Title Five: Septic Management Program
Onsite disposal systems, including septic tanks and cesspools, provide an effective means of treating household sewage. However, older, poorly designed systems, inadequate maintenance and many other conditions can affect the performance of such systems. Ineffective treatment of sewage can threaten the environment by polluting local wetlands and groundwater supplies; moreover, failing systems can harm public health by exposing residents to harmful microorganisms carried in wastewater.
For these reasons the health division implemented a comprehensive septic management program.
This program includes:
- Enforcement of Title Five of the State Environmental Code
- Guidance for residents on Title Five requirements for real estate transactions and other situations where the regulations apply.
- A database of all residences connected to on site disposal systems
- Public outreach on system maintenance and inspections
- Information on alternative systems
When do I need a Title 5 Inspections?
According to Title 5 regulations, all subsurface disposal systems must be inspected by a state-licensed inspector under the following conditions:
- Whenever real estate is sold
- If there is a change in use, i.e., a single family residence is converted to a shelter or to a business
- If there is an increase in design flow, such as adding a bedroom
If you have any questions about the need for an inspection, please contact the Health Department at 508-261-7366.
What happens if my waste disposal system fails inspection?
If the subsurface disposal system fails an inspection, the owner normally has up to two years in which to correct the problem. However, the Board of Health may require that the owner address the problem within a shorter period should the failing system present a threat to the public health and the environment. If the property is sold, the new owner assumes responsibility for the failed septic system. The new owner may make an agreement with the town to connect to the municipal sewer system after taking ownership.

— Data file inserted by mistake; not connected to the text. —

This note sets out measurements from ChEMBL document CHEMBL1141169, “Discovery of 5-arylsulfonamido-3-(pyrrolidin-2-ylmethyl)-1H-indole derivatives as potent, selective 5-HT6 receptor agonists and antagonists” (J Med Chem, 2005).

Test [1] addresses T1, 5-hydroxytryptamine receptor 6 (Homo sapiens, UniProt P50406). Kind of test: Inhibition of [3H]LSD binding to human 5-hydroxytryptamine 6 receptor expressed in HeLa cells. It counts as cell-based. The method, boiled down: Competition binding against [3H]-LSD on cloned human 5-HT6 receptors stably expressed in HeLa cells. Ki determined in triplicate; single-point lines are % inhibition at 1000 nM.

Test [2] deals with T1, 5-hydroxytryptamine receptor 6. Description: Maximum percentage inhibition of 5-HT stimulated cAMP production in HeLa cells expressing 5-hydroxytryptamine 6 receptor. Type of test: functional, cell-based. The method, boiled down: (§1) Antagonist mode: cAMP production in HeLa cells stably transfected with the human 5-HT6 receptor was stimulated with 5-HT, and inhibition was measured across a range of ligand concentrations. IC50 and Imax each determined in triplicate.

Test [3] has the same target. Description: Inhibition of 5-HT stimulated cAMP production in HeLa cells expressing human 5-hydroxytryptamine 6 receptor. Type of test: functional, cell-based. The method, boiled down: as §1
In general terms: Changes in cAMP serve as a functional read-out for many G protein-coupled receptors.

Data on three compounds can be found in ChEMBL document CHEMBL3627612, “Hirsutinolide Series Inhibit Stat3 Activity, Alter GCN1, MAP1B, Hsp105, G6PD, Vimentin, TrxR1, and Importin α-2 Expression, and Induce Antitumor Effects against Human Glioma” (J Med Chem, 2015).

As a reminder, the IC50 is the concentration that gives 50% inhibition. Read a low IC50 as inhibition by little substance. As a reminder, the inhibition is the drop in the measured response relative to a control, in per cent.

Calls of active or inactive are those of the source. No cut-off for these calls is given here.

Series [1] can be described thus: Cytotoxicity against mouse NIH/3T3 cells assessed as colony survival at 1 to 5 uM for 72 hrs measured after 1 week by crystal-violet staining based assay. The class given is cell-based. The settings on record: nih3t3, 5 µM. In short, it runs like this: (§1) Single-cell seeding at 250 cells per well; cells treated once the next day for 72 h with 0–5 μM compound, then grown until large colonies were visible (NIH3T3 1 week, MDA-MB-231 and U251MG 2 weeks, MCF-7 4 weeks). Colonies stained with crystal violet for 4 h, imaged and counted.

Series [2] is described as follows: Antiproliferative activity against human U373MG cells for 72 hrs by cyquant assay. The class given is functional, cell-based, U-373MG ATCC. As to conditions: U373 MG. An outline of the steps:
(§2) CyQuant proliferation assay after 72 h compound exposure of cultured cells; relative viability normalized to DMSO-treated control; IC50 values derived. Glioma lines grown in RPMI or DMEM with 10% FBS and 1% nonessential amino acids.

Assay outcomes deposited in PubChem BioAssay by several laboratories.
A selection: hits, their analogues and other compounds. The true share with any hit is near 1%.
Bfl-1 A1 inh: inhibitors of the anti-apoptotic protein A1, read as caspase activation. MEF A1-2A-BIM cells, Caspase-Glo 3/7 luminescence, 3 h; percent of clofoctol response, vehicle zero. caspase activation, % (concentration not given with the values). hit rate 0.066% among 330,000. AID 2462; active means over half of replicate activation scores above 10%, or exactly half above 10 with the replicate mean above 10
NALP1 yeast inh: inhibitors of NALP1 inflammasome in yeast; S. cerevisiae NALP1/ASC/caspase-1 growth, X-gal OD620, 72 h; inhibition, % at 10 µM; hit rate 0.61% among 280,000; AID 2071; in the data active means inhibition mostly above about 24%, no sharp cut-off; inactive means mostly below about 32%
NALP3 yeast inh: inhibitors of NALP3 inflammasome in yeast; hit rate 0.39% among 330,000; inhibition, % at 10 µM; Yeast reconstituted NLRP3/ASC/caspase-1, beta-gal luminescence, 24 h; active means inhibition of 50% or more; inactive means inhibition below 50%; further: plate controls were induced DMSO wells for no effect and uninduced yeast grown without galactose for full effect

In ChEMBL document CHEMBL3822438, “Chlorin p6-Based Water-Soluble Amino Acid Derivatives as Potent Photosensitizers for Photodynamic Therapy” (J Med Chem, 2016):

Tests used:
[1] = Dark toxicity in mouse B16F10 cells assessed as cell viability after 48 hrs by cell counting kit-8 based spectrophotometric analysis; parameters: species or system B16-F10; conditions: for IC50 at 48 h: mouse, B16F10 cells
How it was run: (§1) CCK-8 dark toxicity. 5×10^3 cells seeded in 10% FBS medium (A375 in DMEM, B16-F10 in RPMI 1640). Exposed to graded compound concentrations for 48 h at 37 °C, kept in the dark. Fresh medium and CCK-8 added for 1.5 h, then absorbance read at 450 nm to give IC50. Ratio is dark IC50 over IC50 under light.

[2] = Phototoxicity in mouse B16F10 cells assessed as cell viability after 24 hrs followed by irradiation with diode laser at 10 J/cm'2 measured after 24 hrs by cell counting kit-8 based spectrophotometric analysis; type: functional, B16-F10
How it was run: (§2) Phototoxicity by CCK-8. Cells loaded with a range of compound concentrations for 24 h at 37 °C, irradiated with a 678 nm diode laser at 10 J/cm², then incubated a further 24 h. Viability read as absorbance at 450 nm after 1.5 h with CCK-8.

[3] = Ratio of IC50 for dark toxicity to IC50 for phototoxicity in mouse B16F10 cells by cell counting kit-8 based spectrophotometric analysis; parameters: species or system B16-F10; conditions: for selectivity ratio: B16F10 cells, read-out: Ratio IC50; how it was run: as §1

If my system fails, am I required to connect to the sewer system?
Yes. Title Five requires that owners of septic systems meet the standard of “maximum feasible compliance” with the requirements of the State Code. The level of compliance that may be met–that is, whether the system is simply repaired, replaced, or the home connected to the sewer–will depend on the characteristics of the property involved and the availability of the sewer.
If the sewer is not available near the home, the homeowner must apply to the Board of Health for a variance and provide for approval by the Board of Health a design for a new system that meets the requirements of Title Five. Alternative systems to those specified in the state code must also be approved by the Board of Health.
Does the Board of Health do Title Five Inspections for homeowners?
No. Individual homeowners must hire their own licensed inspector. A list of state licensed Title 5 inspectors can be found at http://www.neiwpcc.org/training/title5approved.asp